Monday, September 29, 2014
Falluja still bombed, Barack's 'plan' still questionable
National Iraqi News Agency reports Sunday's continued bombing of residential neighborhoods in Falluja left 4 civilians dead and fifteen more injured.
Yes, new Iraqi Prime Minister Haider al-Abadi ordered an end to these bombings three weeks ago.
No, these bombings have not ceased.
Yes, this is part of the reason his image has fallen so quickly.
He's not the only one with image problems as the last of the Cult of St. Barack attempts to reconcile their fantasies with the reality of the War Hawk Barack. They won't find solace in the remarks of former US House Rep Ron Paul. RT reports (link is text and video):
Not known for mincing his words or flip-flopping, Paul told RT’s Abby Martin that President Obama’s decision to use military force in Iraq and Syria against the Islamic State [IS], without approval from the UN or the US Congress, was “immoral and illegal” under US and international law.
The “whole mess that we’ve been involved in in the Middle East has been technically illegal because we’ve initiated war, but we haven’t declared war,” Paul told Abby Martin in RT’s “Breaking the Set” show.
“I consider what’s going on now, specifically in these last few weeks, totally immoral,” Paul said. “I think it’s illegal under our laws and illegal under international law as well.”
The 12-term Senator from Texas criticized Obama since he pledged to “wind down these wars” yet the military expansion continues to ramp up “massively” in Iraq and Syria.
Ron Paul's not the only one expressing doubts. Andrew Tilghman, Gina Harkins, David Larter, Stephen Losey, Hope Hodge Seck, Michelle Tan and Jeff Schogol (Military Times) report on their poll of service members:
On the surface, troops appear to support President Obama’s repeated vows not to let the U.S. military get “dragged into another ground war” in Iraq. Yet at the same time, the views of many service members are shaped by a deep ambivalence about this commander in chief and questions about his ability to lead the nation through a major war, according to the survey and interviews.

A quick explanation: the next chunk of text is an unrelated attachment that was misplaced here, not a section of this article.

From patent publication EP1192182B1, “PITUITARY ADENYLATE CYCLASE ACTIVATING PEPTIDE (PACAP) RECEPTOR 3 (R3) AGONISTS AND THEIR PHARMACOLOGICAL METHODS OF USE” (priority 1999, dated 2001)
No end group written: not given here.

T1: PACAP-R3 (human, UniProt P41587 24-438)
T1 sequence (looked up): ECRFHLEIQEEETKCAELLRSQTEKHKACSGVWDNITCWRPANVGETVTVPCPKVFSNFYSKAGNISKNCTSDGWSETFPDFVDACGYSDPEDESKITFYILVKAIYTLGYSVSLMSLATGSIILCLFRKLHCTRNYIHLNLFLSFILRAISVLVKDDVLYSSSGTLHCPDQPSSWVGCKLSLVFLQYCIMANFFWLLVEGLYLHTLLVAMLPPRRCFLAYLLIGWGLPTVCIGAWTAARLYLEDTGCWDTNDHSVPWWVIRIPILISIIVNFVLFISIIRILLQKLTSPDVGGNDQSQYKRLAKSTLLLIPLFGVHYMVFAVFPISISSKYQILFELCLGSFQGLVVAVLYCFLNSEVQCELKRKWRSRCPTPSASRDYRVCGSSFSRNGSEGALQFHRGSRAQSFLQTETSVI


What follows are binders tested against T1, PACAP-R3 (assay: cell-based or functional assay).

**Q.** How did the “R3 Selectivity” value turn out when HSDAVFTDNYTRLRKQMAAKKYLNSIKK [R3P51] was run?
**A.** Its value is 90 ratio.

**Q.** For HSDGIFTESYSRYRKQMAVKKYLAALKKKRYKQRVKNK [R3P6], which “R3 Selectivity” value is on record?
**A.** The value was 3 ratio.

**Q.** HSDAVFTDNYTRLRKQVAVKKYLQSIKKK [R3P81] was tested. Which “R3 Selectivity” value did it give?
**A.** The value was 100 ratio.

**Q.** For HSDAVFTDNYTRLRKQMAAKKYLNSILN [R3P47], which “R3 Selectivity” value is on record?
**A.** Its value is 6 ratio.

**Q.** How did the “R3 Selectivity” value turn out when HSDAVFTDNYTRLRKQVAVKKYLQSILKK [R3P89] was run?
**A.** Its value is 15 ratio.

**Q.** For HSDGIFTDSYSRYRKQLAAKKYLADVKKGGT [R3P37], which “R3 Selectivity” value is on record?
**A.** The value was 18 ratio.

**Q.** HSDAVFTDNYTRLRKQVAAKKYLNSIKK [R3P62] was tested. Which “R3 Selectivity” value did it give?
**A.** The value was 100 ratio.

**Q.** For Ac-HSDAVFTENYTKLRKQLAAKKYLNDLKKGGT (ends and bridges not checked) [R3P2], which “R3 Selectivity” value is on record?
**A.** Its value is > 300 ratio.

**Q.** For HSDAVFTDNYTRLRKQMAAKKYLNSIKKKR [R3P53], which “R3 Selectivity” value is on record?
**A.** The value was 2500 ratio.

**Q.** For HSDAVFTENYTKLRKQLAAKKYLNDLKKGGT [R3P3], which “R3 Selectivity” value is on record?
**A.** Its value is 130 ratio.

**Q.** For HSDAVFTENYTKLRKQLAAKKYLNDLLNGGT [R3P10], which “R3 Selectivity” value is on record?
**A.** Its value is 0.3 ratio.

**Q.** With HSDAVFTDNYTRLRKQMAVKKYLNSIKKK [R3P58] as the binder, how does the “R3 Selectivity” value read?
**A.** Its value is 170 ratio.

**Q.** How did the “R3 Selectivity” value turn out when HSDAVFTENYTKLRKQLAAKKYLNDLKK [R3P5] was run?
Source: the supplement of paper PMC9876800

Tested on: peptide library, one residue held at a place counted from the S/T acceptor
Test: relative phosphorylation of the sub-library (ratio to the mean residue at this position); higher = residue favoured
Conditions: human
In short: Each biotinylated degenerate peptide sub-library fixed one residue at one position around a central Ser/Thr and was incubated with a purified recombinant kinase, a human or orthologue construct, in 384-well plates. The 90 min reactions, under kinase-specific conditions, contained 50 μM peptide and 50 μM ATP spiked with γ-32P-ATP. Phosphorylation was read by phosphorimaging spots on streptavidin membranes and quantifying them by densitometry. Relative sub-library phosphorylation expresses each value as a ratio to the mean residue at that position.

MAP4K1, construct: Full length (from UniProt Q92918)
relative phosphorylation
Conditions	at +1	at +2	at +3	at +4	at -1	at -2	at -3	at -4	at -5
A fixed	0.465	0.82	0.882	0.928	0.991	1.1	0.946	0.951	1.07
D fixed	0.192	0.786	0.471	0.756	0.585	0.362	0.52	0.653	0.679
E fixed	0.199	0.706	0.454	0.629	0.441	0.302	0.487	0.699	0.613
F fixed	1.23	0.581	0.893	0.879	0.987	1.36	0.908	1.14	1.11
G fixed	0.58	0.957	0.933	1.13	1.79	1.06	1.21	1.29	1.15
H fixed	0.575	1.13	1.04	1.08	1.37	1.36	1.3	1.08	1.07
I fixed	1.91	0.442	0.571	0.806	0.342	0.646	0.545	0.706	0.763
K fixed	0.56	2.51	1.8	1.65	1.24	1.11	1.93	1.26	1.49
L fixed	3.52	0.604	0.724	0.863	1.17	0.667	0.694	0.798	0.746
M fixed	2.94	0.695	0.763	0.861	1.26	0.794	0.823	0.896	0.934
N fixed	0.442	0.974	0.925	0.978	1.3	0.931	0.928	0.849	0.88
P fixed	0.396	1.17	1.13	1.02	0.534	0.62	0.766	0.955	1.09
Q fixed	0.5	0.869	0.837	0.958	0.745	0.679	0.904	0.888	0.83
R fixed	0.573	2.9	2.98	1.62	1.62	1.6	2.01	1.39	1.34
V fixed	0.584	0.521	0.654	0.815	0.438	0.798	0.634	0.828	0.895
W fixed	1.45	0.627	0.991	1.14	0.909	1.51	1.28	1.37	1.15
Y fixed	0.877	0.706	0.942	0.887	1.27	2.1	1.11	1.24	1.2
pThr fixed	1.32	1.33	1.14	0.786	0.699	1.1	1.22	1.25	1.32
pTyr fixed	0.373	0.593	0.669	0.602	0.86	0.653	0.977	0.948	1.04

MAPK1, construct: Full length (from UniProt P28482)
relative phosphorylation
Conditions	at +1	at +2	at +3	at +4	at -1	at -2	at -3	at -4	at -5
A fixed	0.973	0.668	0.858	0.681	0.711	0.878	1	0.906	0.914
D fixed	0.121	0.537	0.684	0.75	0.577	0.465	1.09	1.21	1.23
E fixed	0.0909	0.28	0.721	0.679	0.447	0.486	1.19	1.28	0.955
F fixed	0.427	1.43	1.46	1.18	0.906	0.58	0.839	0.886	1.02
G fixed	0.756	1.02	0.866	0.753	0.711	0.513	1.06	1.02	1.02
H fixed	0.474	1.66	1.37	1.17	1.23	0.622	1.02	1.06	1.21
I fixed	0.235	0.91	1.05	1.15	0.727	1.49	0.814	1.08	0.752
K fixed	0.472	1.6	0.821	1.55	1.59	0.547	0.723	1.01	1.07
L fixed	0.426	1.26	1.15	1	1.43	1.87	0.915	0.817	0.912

The reader survey asked more than 2,200 active-duty troops this question: “In your opinion, do you think the U.S. military should send a substantial number of combat troops to Iraq to support the Iraqi security forces?” Slightly more than 70 percent responded: “No.”
It's time to note the obvious -- a bigger loser has never held the White House. Barack has no plan and the military has little faith in him. It goes far beyond his 'latte salute.' It goes to his failure to grasp basic facts and his inability to provide real leadership.
Tony Blinken tried to spin yesterday and The Huffington Post tried to spin Blinken -- since when is a "deputy national security adviser" a "top Obama official" as Huffington Post claimed in their headline?
What is Blinken?
A failure on Iraq and the White House really doesn't want me elaborating on that.
But if underestimating took place -- as Barack allowed while pinning the blame on others -- then look no further than Blinken who all but held Nouri's cock each time took a piss in the last six years.
Huffington Post quotes Blinken telling Chris Wallace (Fox News Sunday), "What we’re doing is totally different."
Unless you're a surfer, Moon Unit Zappa or Alicia Silverstone starring in Clueless II, you really don't say "totally."
Yesterday, Isaiah's The World Today Just Nuts "Now We Bomb Oklahoma" and Kat's "Kat's Korner: Rhino does Carly on the cheap" went up. On this week's Law and Disorder Radio, an hour long program that airs Monday mornings at 9:00 a.m. EST on WBAI and around the country throughout the week, hosted by attorneys Heidi Boghosian, Michael S. Smith and Michael Ratner (Center for Constitutional Rights) topics addressed include indigenous people of the US with Roxanne Dunbar-Ortiz and academic freedom with Professor Steven Salaita. Last week Michael Ratner offered legal analysis on Iraq. We noted half of it and never got around to noting the other half. We'll do so in either today's snapshot or tomorrow's snapshot.
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